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12 Things You Can Do Every Day To Become Highly Successful

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12 Things You Can Do Every Day To Become Highly Successful

Success is defined many ways. Financial, relationship and philanthropic success are just a few ways we can measure success. How does someone become successful in their goals? Here are 12 things you can do to help you achieve success.

1. Plan your day the night before

Stephen Covey stated in his book 7 Habits of Highly Effective People that you should review the coming day the night before. This way you have already created a mental map of how tomorrow will flow. You can make sure you have the information for your meetings and if you need to add other activities you can know where you may have time. By planning your day the night before you are being proactive and not reactive.

2. Create a “to do” list

Okay, so you have just planned your day. Any thoughts pop up? What main topic were you going to cover in that customer meeting? Make a note. Were you low on milk this morning at breakfast? Grab some on the way home from work if you forgot to already. Any calls you need to make? Write it down. If you create a list of things you want to accomplish the next day you have a greater chance of accomplishing them.

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3. Get a good night sleep

This is easier to do after you have planned your day, feel comfortable with what you have to accomplish tomorrow and then can clear your mind of it. You won’t have to lay in bed trying to keep straight in your head what you have to do tomorrow because you have a list. You should also sleep no less than eight hours and make sure you go to bed about the same time every night. If you do like to read before bed do it somewhere other than your bed.

4. Get up earlier than you need to

Getting ready for work in the morning always seems to take longer than we think. Then there is traffic, weather and parking to deal with. If you give yourself extra time you will be more present in the moment when you load your car or computer bag and the chances of forgetting something is reduced. You will also be more relaxed when you reach your destination. Nothing says failure like a rushed, disorganized sweaty guy running into a meeting late.

5. Read

You have been hearing this since elementary school. It doesn’t matter what you read. You can read the Wall Street Journal for 45 minutes a day or a novel at night before you go to bed, just not in your bed. You can read business or books about hobbies. The point is that you read. Reading increases our vocabulary, makes us better spellers and exercises the muscle that is our brain… Well, the brain is an organ, but you get the point.

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6. Set goals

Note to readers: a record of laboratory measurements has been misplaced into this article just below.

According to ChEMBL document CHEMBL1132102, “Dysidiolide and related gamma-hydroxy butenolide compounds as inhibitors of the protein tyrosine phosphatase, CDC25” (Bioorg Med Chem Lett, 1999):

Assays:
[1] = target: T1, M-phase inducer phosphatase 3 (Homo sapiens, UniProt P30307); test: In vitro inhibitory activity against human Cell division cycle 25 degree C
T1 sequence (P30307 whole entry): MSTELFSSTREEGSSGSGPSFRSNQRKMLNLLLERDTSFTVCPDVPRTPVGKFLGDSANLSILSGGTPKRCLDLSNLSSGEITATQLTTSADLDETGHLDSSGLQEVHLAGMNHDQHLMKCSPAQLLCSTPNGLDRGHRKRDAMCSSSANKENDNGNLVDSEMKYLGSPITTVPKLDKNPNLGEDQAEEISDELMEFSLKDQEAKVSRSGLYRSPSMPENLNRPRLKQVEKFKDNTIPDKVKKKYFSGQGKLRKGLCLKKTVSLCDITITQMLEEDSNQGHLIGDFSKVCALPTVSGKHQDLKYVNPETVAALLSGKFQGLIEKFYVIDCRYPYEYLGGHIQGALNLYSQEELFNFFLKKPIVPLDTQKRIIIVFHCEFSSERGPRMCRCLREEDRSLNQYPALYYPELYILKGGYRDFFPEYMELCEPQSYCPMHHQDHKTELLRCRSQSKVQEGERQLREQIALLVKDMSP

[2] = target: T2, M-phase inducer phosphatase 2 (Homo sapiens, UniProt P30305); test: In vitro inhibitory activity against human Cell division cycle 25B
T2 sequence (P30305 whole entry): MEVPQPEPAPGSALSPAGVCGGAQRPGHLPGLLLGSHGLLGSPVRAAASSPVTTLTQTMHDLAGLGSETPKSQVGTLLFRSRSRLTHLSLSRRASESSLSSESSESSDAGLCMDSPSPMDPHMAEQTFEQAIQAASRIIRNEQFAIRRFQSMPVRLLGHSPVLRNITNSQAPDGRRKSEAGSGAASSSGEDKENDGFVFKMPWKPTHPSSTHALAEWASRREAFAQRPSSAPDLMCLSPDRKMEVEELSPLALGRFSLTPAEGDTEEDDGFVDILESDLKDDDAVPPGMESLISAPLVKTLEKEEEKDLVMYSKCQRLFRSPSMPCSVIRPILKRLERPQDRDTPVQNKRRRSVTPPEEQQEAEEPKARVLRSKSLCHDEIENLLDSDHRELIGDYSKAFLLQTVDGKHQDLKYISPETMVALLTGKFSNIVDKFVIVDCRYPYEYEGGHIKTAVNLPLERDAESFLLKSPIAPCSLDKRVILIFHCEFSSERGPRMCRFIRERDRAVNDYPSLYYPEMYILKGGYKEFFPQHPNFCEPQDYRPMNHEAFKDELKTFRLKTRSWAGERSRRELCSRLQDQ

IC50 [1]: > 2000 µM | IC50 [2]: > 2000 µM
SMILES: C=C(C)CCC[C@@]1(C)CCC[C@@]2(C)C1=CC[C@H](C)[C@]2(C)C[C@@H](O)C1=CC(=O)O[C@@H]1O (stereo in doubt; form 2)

A goal is a dream with a timeline. Not only do you need to set goals, but set different sized goals. If your goal is start your own company you need to set goals about gaining skills that will help you run a small business. Start by getting a job in the industry and then try to get promoted in the first year. Or if your goal is to write a book set a goal of having a certain number of chapters done by a certain date.

7. Measure your goals

How do you know if you are on track if you don’t measure your goals? If you are six months into that job and things are not looking like a promotion is going to happen… Why? Did you underestimate how much you needed to learn? That’s fine – adjust your timeline. If you are not doing what you need to be doing think about why you have lost interest or momentum. Maybe this line of work is not for you?

8. Reflect

Our lives are a story, not a plan. A plan is linear and a story does not follow a straight path. Your life is a story with subplots and surprise characters. It is okay to reevaluate your goals and where you think you were headed and change direction. That is how you learn and figure out what you are good at doing.

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9. Get a mentor

A mentor should keep you honest. If you are not hitting your goals they should call you on it. You should have regular meetings with them and let them know what your goals are and the time frame you have given yourself to accomplish them.

10. Stay healthy

Sick people find it difficult to be successful because they are just trying to stay alive. Take care of yourself. Exercise, stretch and eat right. Exercise is a great way to keep you mind fresh by letting off stress. It can also give you time to gather your thoughts. Stretching is important because it keeps you from getting injured and then not being able to exercise. I am not talking about running a marathon – A long walk on a regular basis counts.

11. Focus

Multitasking is a lie. Successful people focus on what they are good at and leave everyone in their dust  Look at what you are interested in doing in life and see if you are good at it. If you are, you are done looking. You have found your ONE thing. See you on the other side!

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12. Rinse and repeat

Consistency is what makes people successful. I’m sure you have all had that coach who told you, “what you do in practice, you do in a game.” That person is a genius, listen to them. Practice makes perfect… fake it ’till you make it. Whatever saying you want to use it all means the same thing. Once you have found your one thing keep working on getting better and better at it. How do you do that? Start with number one on this list and do all twelve steps over again, day after day until it becomes second nature. It takes 21 days to form a habit.

Featured photo credit: http://www.self-inspiration.com/ via yahoo.com

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Last Updated on October 21, 2021

How to Create Your Own Ritual to Conquer Time Wasters and Laziness